A couple of the world's biggest banks are urging a US judge not to immediately terminate Libor. This follows a suit by a group of borrowers claiming the benchmark was the work of a “price-fixing cartel."
The defendants, in this case, include JPMorgan Chase & Co., Credit Suisse Group AG, and Deutsche Bank AG. In a November filing, they said that an injunction which sharply ended the London interbank offered rate would wreak havoc on financial markets, Bloomberg reported.
The plaintiffs, includes 27 consumer borrowers and credit card users, are also seeking monetary damages.
While attorneys not involved in the case continue to say that the chances of an injunction are slim, it underscores the risks and legal costs for banks that continue to prop up services like Libor.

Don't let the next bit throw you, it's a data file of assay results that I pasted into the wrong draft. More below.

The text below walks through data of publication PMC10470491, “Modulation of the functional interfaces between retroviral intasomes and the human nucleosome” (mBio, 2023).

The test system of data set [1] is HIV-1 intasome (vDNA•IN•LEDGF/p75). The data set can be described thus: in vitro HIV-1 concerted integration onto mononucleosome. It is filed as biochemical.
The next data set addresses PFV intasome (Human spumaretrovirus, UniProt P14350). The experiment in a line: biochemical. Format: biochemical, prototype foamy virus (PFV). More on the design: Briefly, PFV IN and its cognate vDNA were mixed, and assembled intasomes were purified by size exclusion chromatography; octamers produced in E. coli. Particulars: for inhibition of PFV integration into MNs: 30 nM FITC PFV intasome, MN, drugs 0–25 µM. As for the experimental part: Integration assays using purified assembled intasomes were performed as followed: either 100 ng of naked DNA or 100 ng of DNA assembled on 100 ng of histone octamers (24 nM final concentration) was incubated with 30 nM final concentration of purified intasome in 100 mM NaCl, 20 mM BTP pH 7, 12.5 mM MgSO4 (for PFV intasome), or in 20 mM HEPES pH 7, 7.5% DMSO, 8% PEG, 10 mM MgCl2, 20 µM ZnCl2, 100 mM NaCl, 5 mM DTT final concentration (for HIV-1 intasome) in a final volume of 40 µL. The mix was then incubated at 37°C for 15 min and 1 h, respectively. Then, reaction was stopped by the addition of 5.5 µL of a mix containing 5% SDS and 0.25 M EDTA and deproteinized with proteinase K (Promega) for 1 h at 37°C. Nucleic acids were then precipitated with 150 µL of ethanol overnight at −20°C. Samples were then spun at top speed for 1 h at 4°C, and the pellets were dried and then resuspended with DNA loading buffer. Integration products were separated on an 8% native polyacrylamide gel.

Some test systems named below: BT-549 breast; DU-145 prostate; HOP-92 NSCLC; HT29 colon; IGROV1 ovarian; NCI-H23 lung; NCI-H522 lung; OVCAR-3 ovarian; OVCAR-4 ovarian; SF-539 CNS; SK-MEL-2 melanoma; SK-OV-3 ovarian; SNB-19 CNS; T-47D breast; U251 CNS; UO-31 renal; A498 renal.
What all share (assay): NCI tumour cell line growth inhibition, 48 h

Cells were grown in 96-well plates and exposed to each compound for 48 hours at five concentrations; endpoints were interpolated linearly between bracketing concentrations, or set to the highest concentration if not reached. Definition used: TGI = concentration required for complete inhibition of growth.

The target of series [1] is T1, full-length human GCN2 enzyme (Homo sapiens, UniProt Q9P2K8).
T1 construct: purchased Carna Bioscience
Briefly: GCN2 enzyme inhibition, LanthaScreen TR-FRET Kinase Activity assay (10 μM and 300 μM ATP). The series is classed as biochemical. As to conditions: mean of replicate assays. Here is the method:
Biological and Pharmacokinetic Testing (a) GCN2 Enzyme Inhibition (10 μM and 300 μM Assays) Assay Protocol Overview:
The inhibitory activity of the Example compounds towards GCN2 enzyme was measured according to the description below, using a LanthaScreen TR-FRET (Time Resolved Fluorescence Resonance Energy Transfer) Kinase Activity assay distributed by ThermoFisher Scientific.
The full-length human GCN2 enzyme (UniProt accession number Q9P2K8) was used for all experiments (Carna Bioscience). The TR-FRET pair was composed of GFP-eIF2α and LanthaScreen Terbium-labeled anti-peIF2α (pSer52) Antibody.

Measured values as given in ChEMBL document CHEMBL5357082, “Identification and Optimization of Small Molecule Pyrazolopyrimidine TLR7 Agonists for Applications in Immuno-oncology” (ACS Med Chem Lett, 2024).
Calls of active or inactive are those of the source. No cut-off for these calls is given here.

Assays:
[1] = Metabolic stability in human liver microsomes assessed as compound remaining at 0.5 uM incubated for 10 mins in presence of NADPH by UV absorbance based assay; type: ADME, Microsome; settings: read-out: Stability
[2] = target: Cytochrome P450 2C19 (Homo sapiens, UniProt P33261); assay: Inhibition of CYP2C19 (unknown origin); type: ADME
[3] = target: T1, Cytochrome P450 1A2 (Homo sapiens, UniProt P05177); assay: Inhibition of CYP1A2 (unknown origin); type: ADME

It also exposes the fragility of a discredited benchmark which could be halted by a single court, theoretically.
What is Libor?
Libor is derived from a daily survey of bankers who estimate how much they would charge each other to borrow. It essentially allows you to determine the cost of borrowing around the world, from student loans and mortgages to interest-rate swaps and collateralized loan obligations.
What would happen if Libor is turned off?
Hundreds of billions of dollars of bonds, loans, and securitisations lack a clear replacement rate. This could cause risk to financial stability as they would be unable to transition to an alternative rate, unlike derivative contracts.
According to the report, the plaintiffs have said they want Libor to be either prohibited or set at zero with borrowers repaying capital but not interest.
However, according to attorneys with banks, regulators have warned that even a small hindrance to Libor could devastate financial markets.